Production tells story of a Muslim woman’s journey
Written by Stephanie Dickrell, sctimes.com
COLD SPRING — A unique, touring production that attempts to dispel stereotypes of Muslims in America made a stop at the Cold Spring branch of the Great River Regional Library Tuesday night.
About 40 audience members were treated to a performance of “Hijab Tube,” a production of Minneapolis’ Mixed Blood Theatre. The library has hosted other Mixed Blood productions.
This is the third year “Hijab Tube” has toured the state. It has made stops in Central Minnesota, as well as Iowa, Canada and Nebraska. The tour continues through May 6. The family show has been performed at colleges, community centers, and middle and high schools.
“The reaction (of audiences) has been tremendous,” said Artistic Director Jack Reuler. The majority of attendees around the region had been learning some basics about Islam. For other audience members, it meant seeing themselves — another Muslim person — on stage.
“When they see this play, they see themselves reflected in a positive light,” he said.
The short play follows a 20-year-old Muslim woman’s journey of identity, exploring what it means to be a Muslim in general and what it means to her.
She’s a second-generation immigrant who takes a comparative religion class at her university. She decides to take on the idea of wearing a hijab, a head covering. Her family doesn’t follow the tradition. But the play looks at a variety of ways that Islam and Muslims are seen in America.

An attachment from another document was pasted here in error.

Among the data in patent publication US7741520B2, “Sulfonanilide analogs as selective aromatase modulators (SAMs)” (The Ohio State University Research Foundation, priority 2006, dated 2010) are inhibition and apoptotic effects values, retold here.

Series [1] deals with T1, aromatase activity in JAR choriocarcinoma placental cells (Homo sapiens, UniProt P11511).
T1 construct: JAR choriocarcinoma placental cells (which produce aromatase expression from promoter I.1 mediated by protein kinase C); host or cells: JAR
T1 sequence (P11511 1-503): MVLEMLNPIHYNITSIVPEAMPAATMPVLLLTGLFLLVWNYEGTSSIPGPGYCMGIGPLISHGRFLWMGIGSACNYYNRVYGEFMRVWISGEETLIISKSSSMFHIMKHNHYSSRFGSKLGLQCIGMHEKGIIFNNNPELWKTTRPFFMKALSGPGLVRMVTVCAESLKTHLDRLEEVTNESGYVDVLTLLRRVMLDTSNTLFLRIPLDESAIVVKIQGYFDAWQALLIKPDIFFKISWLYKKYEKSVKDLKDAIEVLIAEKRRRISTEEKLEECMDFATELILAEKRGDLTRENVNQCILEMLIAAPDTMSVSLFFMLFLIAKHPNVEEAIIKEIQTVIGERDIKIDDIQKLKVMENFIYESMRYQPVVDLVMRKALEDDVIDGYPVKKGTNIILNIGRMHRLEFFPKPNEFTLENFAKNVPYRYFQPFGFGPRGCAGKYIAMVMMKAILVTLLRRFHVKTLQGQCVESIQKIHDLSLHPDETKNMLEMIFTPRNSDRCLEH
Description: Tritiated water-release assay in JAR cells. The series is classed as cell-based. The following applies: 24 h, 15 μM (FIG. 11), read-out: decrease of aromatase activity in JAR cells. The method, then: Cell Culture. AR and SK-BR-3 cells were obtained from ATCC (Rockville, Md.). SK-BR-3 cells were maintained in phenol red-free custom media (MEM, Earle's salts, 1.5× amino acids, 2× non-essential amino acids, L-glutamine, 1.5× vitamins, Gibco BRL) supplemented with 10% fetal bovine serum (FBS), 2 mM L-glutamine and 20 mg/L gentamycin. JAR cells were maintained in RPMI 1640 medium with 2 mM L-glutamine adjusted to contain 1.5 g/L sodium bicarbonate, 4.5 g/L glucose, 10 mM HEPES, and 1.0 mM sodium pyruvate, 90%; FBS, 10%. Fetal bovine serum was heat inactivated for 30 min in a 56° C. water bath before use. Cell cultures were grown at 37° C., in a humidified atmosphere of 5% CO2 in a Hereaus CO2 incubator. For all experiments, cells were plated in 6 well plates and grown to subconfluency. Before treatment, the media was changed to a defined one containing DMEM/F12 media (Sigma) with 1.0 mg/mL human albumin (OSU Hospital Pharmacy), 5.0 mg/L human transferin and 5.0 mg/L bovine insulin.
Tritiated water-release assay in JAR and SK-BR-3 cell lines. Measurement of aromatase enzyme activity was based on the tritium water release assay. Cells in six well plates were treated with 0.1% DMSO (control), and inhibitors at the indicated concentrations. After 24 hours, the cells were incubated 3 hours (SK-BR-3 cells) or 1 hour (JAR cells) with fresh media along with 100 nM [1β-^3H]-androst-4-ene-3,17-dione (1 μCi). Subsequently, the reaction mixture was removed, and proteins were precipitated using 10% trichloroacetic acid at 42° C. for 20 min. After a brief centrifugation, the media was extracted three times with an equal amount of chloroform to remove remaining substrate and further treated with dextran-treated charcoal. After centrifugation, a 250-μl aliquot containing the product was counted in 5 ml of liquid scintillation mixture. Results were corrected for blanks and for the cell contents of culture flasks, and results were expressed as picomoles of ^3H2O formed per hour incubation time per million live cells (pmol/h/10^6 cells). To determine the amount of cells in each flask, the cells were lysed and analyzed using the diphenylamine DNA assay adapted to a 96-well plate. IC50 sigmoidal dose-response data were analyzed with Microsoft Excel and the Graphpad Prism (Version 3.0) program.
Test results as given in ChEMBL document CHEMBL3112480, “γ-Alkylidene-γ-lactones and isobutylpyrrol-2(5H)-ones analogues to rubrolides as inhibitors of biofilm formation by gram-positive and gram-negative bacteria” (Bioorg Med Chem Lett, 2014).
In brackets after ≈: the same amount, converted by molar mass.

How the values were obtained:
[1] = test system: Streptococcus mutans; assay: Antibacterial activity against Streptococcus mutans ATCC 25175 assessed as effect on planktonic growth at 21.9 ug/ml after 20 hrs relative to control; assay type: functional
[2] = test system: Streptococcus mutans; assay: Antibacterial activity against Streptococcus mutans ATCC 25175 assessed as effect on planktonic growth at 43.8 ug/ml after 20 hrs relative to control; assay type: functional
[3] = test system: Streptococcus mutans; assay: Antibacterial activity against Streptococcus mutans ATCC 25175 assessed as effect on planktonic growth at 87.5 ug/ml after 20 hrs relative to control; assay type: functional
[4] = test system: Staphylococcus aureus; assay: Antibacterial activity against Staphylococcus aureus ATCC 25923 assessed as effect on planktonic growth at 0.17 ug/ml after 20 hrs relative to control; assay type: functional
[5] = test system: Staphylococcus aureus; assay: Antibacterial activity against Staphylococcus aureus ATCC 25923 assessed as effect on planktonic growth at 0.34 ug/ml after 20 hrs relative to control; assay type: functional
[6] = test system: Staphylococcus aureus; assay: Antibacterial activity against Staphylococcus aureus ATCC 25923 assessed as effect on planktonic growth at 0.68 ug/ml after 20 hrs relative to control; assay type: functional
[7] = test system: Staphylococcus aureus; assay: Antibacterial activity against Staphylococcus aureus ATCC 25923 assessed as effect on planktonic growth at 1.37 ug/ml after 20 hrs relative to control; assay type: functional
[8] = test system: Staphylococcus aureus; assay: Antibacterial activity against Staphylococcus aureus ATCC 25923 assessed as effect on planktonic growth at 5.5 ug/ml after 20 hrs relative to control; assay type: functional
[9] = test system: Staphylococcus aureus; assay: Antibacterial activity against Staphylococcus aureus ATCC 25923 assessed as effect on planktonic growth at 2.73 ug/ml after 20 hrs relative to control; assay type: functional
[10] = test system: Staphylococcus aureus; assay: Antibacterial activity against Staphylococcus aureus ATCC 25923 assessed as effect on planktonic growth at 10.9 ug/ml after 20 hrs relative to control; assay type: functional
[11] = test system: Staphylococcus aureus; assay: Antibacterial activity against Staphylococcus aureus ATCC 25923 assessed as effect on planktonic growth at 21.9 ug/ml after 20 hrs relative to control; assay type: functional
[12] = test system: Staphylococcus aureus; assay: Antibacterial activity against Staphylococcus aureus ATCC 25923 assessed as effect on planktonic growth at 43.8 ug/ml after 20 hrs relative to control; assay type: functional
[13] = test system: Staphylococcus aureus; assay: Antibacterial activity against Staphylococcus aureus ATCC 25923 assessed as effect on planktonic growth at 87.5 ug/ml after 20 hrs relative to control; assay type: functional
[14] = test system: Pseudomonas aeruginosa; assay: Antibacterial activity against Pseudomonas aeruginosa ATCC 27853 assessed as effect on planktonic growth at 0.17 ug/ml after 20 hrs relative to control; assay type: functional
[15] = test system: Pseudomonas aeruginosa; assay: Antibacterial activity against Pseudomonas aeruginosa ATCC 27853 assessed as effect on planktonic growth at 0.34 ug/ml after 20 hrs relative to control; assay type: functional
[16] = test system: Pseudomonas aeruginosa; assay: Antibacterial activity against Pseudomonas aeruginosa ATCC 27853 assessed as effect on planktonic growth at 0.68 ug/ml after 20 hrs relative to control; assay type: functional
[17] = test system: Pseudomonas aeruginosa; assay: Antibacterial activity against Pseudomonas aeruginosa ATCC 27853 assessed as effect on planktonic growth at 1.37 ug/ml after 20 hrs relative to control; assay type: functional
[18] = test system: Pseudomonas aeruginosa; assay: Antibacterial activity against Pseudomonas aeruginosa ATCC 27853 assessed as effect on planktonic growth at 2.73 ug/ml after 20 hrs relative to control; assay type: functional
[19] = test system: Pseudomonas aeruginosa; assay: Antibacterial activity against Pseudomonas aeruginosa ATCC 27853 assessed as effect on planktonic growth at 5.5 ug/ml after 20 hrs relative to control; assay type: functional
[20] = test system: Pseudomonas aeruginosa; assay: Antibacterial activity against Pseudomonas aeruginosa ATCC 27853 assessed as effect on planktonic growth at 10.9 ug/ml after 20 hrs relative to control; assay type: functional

The playwright’s premise is that Islam can be separated from the dogma of a certain country’s politics, Reuler said.
“Islam in American really holds the promise of hope,” Reuler said. The play attempts to debunk some myths and draw comparisons and similarities between the Judeo-Christian and Muslim traditions.
“It’s far more of a cultural play than a religious play,” he said.
The cast of the play comes from Muslim families whose roots are in Iran, Nigeria and Saudi Arabia — but all were born in the U.S.
After the play, they stick around to hold a brief question-and-answer session. There are questions about how a mosque works, the role of an Iman and the difference between Islam and a Muslim.
“Having a conversation is really the start,” said Sarah Siadat, who plays the main character Rubiya. She said the sessions afterward are her favorite part.
Barb Omann, an English teacher at Rocori High School, encourages her students to attend out-of-school activities with a global perspective like “Hijab Tube,” and gives them extra credit for doing so.
Andrea Overman, a Rocori 10th-grader, is doing a school report on Malcom X, who converted to Islam. She came to get a different perspective.
“I wanted to get a perspective other than his,” she said.
Original post: Production tells story of a Muslim woman’s journey